Friday, June 24, 2011

More housing graphs

Stephen Gordon, of the Worthwhile Canadian Initiative blog, has some interesting housing graphs. U.S. inflation-adjusted per capita housing assets are back to 2000 levels:

U.S. inflation-adjusted per capita housing equity is through the floor:

Stephen Gordon writes:
I was able to check the last time the real, per capita value of US housing equity was at its current level. Even after looking at all of these graphs, the answer astonished me: 1978. Nineteen seventy-freaking-eight.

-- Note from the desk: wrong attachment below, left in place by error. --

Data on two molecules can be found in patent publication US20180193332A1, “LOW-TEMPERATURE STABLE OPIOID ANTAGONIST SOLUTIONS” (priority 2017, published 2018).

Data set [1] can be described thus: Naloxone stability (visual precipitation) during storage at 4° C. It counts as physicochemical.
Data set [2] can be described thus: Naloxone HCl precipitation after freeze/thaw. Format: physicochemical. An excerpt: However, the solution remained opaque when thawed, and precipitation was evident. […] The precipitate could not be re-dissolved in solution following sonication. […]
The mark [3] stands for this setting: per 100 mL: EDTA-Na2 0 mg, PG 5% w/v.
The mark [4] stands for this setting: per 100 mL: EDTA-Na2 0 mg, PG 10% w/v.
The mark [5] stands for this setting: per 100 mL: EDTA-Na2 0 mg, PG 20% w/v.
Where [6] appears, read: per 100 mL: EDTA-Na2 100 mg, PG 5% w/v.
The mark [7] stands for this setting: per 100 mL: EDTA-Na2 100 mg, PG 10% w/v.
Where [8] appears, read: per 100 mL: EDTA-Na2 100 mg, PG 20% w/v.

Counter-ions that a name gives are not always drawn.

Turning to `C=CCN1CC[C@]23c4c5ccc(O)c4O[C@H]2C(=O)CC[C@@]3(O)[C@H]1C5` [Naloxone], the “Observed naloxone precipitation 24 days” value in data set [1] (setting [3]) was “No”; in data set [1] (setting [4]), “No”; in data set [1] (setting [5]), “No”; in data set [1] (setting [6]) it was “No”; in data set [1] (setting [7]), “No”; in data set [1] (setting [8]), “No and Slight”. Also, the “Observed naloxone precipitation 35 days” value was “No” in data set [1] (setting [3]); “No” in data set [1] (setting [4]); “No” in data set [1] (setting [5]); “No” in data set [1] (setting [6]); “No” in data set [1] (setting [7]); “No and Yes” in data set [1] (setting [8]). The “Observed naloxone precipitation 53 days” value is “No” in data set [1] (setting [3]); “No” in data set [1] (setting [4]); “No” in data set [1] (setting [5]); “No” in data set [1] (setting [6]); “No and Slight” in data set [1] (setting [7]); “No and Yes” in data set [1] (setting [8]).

While the rise and fall is obvious from these two graphs, the thing I notice is that they were both basically flat prior to 1998. In fact, that's what Robert Shiller's research says: Inflation-adjusted housing values tend to be flat over time. The only way per capita real housing assets should rise is if people build larger houses.

No comments:

Post a Comment